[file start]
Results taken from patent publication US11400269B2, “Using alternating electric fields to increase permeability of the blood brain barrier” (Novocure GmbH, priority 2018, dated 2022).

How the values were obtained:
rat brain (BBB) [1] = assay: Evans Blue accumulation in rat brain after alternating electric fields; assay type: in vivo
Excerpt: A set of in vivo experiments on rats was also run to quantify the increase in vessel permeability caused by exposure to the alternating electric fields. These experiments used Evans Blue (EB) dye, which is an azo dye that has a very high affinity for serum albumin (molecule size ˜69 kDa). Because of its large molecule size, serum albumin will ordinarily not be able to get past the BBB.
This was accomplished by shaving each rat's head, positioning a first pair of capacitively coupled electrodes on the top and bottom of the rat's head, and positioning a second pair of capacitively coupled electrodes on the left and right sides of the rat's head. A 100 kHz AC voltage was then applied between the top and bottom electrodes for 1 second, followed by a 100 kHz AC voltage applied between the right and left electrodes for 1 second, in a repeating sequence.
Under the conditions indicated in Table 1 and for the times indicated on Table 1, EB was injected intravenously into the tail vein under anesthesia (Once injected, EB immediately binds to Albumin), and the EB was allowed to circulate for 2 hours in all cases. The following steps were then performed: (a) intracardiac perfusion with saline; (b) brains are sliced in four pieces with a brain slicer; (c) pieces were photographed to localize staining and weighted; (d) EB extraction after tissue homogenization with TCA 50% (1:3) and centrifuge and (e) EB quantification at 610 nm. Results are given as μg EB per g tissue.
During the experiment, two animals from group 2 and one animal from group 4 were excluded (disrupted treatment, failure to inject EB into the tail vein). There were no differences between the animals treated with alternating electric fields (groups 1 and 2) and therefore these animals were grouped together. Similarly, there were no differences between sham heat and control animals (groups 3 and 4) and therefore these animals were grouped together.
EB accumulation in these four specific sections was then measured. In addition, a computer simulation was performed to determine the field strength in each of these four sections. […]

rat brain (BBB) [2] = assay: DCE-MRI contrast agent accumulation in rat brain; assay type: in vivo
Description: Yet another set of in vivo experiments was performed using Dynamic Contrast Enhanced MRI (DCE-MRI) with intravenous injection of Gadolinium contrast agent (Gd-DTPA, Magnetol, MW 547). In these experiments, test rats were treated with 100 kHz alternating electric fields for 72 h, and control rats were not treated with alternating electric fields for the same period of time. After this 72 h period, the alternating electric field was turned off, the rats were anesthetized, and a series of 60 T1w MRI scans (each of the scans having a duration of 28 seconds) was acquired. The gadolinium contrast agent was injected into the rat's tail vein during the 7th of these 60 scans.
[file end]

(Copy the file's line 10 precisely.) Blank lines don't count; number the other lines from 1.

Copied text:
Description: Yet another set of in vivo experiments was performed using Dynamic Contrast Enhanced MRI (DCE-MRI) with intravenous injection of Gadolinium contrast agent (Gd-DTPA, Magnetol, MW 547). In these experiments, test rats were treated with 100 kHz alternating electric fields for 72 h, and control rats were not treated with alternating electric fields for the same period of time. After this 72 h period, the alternating electric field was turned off, the rats were anesthetized, and a series of 60 T1w MRI scans (each of the scans having a duration of 28 seconds) was acquired. The gadolinium contrast agent was injected into the rat's tail vein during the 7th of these 60 scans.